Air France operated its first long-haul flight powered by Sustainable Aviation Fuel (SAF) this week. The Air France flight 342 from Paris Charles de Gaulle Airport (CDG) to Montreal (YUL) signified the airline’s commitment to adopting low-emissions fuel.
What is Sustainable Aviation Fuel and Why is it Important?
Sustainable Aviation Fuel (SAF) is a clean substitute for traditional fossil jet fuel, a natural resource that does not contribute to climate change. SAF is produced from sustainable resources and a wide range of feedstocks such as cooking oil, non-palm waste oils from animals or plants, solid waste from packaging, paper, textiles, food scraps, and forestry waste, such as waste wood, and energy crops.
Why is SAF important? As forecast, the aviation industry is expected to double to over 8 billion passengers by 2050, therefore it’s vital that the industry acts to reduce aviation’s carbon emissions. IATA member airlines and the wider aviation industry have collectively committed to reducing emissions and zero-carbon flying. SAF has been identified as one of the key elements to achieve the industry’s climate goals as it can reduce emissions by up to 80% during its full lifecycle. Since KLM made its first SAF-powered flight in 2009, more than 300,000 flights have been powered by SAF. Currently, more than 45 airlines are trialling or deploying SAF, and over 100 million litres of SAF will be produced in 2021.
France’s First Long-Haul SAF Flight
On 18 May 2021, Air France-KLM, Total Petroleum Group, Groupe ADP and Airbus joined forces to carry out the first long-haul flight powered by SAF produced in France. At 15:40 Paris time, Air France flight 342 operated by an Airbus 350 took off from Paris Charles de Gaulle Airport to Montreal, Canada. Total produced the SAF from used cooking oil at its La Mède biorefinery in southern France and at its Oudalle factory near Le Havre. The flight was the result of the four groups’ ambition to decarbonise air transportation and to develop a SAF supply chain in France, to eventually be used in French airports.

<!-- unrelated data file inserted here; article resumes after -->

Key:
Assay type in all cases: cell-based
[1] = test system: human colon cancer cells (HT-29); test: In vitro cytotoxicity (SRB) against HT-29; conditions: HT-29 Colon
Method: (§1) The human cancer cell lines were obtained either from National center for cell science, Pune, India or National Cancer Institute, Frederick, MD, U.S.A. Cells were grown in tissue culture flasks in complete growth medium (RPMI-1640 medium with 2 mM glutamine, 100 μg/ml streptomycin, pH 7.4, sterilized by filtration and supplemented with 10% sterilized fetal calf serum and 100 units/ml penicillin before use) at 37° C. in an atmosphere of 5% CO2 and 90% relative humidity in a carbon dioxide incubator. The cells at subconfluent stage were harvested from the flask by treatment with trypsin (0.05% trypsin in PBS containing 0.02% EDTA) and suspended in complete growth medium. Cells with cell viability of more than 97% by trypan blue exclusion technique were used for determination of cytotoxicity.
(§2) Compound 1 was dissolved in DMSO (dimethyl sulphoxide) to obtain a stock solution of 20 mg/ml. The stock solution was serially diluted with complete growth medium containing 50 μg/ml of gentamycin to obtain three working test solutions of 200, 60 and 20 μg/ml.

The development of France’s first industrial SAF production paves the way for France to drive innovation on fuels and environmental transition. French legislation requires that aircraft use at least 1% SAF by 2022 for all flights originating in France, to be gradually increased to 2% by 2025 and 5% by 2030, as part of the European Green Deal. In addition to the Paris-Montreal flight, Airbus is conducting a series of tests to certify airlines to fly with 100% SAF in the coming decades. Airbus has also installed SAF refuelling stations at its facilities as part of its ambition to decarbonise all of its industrial operations.
Benjamin Smith, CEO of Air France-KLM, said:
“For many years, the Air France-KLM Group has been committed to reducing its environmental footprint. Together with the renewal of our fleet, sustainable aviation fuels constitute our main lever in the medium-term for reducing our CO(2) emissions per passenger/km by half by 2030. These two actions are therefore central to our strategy, alongside eco-piloting and achieving carbon-neutral ground operations. France currently has the opportunity to position itself as a leader in the production and use of sustainable fuels and we are doing everything possible to contribute to this with our partners. Supporting the emergence of an economically viable French aviation biofuel sector for all the parties involved is a strategic priority for the country and the group.”
It’s encouraging to see more airlines becoming fully committed to sustainability to reduce aviation’s environmental footprint. The industry has the opportunity to make a significant contribution to the UN Sustainable Development Goals and ensure a sustainable future for aviation.
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